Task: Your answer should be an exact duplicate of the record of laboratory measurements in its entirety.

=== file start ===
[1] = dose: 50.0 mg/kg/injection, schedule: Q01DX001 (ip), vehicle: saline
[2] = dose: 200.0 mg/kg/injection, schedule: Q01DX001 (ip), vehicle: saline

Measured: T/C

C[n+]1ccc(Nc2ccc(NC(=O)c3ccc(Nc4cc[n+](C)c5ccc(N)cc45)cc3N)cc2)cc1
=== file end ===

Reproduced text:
[1] = dose: 50.0 mg/kg/injection, schedule: Q01DX001 (ip), vehicle: saline
[2] = dose: 200.0 mg/kg/injection, schedule: Q01DX001 (ip), vehicle: saline

Measured: T/C

C[n+]1ccc(Nc2ccc(NC(=O)c3ccc(Nc4cc[n+](C)c5ccc(N)cc45)cc3N)cc2)cc1